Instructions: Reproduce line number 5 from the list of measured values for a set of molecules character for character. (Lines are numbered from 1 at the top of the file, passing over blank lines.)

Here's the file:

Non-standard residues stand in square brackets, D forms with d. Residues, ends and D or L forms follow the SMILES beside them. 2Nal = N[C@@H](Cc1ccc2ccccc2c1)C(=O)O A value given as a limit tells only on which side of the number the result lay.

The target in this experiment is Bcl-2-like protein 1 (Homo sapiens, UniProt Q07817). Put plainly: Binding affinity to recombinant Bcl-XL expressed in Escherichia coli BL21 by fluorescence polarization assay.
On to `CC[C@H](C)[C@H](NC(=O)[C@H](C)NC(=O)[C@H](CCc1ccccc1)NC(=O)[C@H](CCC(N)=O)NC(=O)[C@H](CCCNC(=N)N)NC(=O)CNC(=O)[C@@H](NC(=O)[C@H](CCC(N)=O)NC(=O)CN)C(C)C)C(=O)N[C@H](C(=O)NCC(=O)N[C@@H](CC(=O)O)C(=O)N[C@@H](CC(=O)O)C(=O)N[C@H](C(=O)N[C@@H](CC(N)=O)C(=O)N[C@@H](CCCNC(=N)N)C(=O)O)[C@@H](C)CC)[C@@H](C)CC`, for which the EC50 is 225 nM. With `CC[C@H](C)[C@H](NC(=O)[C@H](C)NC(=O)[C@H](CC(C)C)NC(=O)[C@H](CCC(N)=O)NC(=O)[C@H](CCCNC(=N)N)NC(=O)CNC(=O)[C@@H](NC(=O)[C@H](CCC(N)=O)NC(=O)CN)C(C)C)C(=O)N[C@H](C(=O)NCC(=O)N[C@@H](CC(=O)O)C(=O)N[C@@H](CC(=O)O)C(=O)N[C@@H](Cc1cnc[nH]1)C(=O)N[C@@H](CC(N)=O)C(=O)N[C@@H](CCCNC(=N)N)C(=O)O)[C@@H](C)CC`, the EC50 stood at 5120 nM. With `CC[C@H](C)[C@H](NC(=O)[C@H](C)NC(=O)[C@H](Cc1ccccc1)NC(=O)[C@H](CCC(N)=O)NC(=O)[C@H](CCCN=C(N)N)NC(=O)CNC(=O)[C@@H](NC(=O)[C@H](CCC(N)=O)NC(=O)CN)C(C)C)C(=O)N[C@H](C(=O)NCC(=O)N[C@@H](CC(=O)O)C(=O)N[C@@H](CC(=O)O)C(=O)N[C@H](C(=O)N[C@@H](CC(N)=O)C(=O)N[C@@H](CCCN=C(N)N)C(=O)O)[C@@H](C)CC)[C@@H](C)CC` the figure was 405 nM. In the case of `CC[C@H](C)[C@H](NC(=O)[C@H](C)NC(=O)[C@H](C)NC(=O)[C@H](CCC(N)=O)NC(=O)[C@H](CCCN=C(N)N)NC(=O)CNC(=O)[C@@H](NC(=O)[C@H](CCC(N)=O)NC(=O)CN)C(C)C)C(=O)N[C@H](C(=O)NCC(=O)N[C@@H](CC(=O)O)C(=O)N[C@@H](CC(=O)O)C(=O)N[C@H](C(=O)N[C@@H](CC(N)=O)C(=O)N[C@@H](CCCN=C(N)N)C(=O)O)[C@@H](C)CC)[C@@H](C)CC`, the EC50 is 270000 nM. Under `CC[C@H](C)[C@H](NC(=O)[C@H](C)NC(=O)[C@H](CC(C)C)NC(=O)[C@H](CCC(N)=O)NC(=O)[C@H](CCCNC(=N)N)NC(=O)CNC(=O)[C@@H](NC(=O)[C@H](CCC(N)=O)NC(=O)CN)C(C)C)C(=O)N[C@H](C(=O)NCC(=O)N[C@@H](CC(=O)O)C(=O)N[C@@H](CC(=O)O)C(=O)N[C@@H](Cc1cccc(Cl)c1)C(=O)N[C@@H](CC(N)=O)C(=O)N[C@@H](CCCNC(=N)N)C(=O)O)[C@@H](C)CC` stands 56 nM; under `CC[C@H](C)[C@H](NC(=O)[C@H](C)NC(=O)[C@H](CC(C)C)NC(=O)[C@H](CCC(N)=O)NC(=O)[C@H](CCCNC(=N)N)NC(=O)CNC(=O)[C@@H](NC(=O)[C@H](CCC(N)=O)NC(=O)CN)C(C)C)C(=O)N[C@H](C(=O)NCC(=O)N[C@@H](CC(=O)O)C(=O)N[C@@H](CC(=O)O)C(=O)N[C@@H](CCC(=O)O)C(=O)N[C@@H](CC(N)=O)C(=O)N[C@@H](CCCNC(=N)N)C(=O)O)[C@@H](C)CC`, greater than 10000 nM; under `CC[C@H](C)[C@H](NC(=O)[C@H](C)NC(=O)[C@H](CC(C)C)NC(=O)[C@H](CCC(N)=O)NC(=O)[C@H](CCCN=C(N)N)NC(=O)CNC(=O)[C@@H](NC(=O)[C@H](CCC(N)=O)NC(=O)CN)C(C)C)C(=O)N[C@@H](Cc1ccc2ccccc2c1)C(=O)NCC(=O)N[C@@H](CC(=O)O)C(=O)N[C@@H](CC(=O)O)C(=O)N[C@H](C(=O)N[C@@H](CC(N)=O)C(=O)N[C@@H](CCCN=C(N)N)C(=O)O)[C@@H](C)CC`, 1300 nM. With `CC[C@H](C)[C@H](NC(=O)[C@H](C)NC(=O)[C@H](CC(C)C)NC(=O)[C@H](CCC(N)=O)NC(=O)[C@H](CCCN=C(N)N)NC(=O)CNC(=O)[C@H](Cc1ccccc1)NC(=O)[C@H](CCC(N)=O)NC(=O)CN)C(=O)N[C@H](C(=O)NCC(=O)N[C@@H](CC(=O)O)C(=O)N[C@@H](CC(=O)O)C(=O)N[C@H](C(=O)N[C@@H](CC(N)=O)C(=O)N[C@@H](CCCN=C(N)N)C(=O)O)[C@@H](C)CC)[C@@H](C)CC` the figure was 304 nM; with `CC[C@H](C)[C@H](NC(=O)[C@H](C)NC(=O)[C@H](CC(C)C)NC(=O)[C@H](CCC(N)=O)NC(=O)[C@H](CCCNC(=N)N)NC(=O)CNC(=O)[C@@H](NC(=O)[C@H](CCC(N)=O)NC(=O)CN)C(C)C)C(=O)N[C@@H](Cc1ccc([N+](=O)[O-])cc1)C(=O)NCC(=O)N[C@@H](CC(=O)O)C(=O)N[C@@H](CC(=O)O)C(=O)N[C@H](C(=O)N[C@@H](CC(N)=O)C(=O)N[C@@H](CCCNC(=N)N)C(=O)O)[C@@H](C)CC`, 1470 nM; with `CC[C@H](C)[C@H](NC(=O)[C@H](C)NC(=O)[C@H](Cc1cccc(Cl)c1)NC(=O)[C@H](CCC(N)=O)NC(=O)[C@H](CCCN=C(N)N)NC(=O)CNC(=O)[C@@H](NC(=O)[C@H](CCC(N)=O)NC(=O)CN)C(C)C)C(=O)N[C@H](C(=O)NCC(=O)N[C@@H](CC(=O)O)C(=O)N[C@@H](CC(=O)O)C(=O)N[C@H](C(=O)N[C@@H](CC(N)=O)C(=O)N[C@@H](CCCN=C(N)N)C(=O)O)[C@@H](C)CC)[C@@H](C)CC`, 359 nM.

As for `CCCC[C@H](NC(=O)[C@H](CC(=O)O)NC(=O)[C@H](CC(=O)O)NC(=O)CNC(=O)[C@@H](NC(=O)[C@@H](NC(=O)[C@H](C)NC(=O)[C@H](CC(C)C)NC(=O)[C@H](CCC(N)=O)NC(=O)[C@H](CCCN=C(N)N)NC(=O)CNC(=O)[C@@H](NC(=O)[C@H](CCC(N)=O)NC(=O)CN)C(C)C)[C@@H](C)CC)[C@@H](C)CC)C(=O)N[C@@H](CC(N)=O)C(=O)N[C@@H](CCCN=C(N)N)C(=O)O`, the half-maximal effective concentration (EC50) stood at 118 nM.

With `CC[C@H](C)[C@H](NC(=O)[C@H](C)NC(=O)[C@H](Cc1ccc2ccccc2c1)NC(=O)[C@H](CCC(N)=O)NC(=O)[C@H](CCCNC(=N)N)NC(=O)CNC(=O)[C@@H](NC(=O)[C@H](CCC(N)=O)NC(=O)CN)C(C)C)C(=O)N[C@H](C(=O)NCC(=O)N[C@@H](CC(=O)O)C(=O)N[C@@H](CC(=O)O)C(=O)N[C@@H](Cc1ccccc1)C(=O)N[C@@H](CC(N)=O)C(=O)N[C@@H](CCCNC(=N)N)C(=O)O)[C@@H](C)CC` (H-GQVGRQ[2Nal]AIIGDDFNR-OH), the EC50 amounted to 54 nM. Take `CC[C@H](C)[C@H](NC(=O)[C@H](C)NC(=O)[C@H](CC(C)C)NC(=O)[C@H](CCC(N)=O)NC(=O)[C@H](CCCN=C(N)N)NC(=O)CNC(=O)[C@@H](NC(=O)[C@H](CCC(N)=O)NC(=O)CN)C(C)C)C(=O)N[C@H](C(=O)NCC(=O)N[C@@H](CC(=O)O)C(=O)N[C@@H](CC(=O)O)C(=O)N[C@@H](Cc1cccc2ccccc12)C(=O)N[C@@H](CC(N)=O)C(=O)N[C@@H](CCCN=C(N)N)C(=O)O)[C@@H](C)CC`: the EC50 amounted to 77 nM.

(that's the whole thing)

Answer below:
With `CC[C@H](C)[C@H](NC(=O)[C@H](C)NC(=O)[C@H](Cc1ccc2ccccc2c1)NC(=O)[C@H](CCC(N)=O)NC(=O)[C@H](CCCNC(=N)N)NC(=O)CNC(=O)[C@@H](NC(=O)[C@H](CCC(N)=O)NC(=O)CN)C(C)C)C(=O)N[C@H](C(=O)NCC(=O)N[C@@H](CC(=O)O)C(=O)N[C@@H](CC(=O)O)C(=O)N[C@@H](Cc1ccccc1)C(=O)N[C@@H](CC(N)=O)C(=O)N[C@@H](CCCNC(=N)N)C(=O)O)[C@@H](C)CC` (H-GQVGRQ[2Nal]AIIGDDFNR-OH), the EC50 amounted to 54 nM. Take `CC[C@H](C)[C@H](NC(=O)[C@H](C)NC(=O)[C@H](CC(C)C)NC(=O)[C@H](CCC(N)=O)NC(=O)[C@H](CCCN=C(N)N)NC(=O)CNC(=O)[C@@H](NC(=O)[C@H](CCC(N)=O)NC(=O)CN)C(C)C)C(=O)N[C@H](C(=O)NCC(=O)N[C@@H](CC(=O)O)C(=O)N[C@@H](CC(=O)O)C(=O)N[C@@H](Cc1cccc2ccccc12)C(=O)N[C@@H](CC(N)=O)C(=O)N[C@@H](CCCN=C(N)N)C(=O)O)[C@@H](C)CC`: the EC50 amounted to 77 nM.